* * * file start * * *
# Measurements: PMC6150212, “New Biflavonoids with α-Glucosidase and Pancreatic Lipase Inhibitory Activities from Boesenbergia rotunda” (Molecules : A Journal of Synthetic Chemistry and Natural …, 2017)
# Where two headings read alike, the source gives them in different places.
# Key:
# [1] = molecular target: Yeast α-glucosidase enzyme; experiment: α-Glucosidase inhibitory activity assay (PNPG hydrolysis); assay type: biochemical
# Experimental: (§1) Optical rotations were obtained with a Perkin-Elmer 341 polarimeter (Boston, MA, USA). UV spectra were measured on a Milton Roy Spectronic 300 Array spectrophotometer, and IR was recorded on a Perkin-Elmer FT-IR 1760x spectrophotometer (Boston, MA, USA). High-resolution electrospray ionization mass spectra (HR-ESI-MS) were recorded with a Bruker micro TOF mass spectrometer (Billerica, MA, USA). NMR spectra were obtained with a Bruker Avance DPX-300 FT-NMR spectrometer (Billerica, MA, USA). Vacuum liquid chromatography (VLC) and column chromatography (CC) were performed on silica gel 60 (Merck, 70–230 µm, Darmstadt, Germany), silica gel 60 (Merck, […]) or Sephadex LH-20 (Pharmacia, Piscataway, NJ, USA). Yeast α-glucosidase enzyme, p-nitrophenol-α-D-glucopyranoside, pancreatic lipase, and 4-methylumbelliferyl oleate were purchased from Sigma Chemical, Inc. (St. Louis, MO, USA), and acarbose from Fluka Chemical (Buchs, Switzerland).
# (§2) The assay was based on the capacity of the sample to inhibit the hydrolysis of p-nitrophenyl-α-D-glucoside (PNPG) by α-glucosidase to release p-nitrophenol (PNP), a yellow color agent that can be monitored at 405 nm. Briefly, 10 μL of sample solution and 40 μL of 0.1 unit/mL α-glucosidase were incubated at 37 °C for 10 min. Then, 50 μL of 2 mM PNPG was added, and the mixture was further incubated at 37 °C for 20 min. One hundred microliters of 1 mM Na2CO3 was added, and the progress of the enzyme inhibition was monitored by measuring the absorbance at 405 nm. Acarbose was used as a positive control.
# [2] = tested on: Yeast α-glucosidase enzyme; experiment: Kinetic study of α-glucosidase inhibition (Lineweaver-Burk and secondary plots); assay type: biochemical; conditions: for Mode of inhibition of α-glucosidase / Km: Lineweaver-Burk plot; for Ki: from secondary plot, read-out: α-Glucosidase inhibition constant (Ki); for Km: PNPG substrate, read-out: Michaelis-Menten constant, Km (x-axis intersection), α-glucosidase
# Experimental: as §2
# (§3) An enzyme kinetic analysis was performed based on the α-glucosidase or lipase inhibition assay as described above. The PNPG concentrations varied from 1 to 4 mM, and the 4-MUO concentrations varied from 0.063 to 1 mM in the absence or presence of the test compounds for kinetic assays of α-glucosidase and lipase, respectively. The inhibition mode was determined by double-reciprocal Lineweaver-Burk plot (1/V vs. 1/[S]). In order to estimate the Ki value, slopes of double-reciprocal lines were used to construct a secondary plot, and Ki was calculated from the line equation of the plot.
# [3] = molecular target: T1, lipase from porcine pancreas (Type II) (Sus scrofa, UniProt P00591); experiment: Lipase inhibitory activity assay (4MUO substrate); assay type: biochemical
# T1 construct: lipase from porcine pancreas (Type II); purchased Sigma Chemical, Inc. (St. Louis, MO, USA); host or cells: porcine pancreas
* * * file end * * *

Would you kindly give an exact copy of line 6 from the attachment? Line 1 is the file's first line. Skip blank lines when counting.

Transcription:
# (§2) The assay was based on the capacity of the sample to inhibit the hydrolysis of p-nitrophenyl-α-D-glucoside (PNPG) by α-glucosidase to release p-nitrophenol (PNP), a yellow color agent that can be monitored at 405 nm. Briefly, 10 μL of sample solution and 40 μL of 0.1 unit/mL α-glucosidase were incubated at 37 °C for 10 min. Then, 50 μL of 2 mM PNPG was added, and the mixture was further incubated at 37 °C for 20 min. One hundred microliters of 1 mM Na2CO3 was added, and the progress of the enzyme inhibition was monitored by measuring the absorbance at 405 nm. Acarbose was used as a positive control.